How does collagen in a facial moisturizer work?

Sue Hitzmann
The problem with topical creams is that they don’t work, because they don't absorb or incorporate into the tissues under the skin, where we have the breakdown that leads to aging. What recent science has proposed is that the biologically active types of collagen that are in the superficial fascia (that’s the layer just under and attached to the skin’s underside) are the ones with the anti-aging properties.

Skin’s protective lipid design won’t allow collagen in creams to penetrate to the superficial fascia, where the decrease of collagen really occurs. Collagen is what’s known as a polar molecule, so it won’t bind to the fat cells in the skin.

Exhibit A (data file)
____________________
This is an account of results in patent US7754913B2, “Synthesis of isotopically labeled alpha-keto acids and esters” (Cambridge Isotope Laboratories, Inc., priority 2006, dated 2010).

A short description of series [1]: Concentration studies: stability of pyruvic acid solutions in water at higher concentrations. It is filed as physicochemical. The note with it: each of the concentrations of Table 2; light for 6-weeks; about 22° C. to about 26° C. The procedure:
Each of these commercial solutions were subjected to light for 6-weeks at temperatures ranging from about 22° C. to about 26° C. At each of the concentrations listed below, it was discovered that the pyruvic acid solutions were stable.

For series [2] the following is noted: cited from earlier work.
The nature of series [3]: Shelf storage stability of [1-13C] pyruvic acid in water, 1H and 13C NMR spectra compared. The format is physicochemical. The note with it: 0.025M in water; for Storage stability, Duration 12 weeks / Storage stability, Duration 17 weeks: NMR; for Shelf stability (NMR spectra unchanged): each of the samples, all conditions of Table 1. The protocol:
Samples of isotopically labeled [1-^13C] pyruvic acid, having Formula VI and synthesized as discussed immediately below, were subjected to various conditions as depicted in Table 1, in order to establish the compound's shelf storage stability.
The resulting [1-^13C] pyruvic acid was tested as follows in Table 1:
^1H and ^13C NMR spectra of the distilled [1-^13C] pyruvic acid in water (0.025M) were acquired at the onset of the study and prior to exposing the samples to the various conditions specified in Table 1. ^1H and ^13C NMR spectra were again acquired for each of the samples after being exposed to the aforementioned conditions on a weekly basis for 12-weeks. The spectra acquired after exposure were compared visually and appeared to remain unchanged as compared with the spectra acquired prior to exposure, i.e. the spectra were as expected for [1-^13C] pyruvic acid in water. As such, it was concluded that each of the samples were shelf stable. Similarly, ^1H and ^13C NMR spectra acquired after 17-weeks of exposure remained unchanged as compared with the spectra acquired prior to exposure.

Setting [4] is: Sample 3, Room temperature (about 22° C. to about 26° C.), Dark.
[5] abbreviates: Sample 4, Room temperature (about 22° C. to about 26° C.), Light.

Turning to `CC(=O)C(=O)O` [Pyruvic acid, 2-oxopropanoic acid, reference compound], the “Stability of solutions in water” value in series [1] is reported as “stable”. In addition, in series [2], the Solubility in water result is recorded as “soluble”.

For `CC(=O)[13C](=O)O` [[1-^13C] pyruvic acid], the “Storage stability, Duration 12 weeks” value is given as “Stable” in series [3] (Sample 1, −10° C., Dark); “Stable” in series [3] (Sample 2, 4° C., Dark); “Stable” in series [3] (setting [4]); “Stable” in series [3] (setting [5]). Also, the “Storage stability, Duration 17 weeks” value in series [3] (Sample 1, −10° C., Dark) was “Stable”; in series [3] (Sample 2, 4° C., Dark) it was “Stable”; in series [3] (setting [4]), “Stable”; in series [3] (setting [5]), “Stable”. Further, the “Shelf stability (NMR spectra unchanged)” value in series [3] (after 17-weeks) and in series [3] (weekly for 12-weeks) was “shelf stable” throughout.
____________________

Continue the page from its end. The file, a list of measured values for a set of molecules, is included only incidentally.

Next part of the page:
Think of it like two negatively charged magnets. They always repel each other. The creams might help the skin’s most outer layer and the fine-line issue, but it won’t make a dent in collagen stimulation in any way. So save your money and don’t buy into the $400 skin creams that claim to boost collagen production. 

Collagen can help give the illusion of smoothness, but don’t be fooled into thinking that rubbing a collage-containing moisturizer on your face will suddenly help your skin’s natural collagen. Large collagen molecules cannot penetrate the skin’s deep layers, so they remain on the surface and do not have an effect on how the skin performs.

From The Mind-Beauty Connection: 9 Days to Less Stress, Gorgeous Skin, and a Whole New You by Amy Wechsler.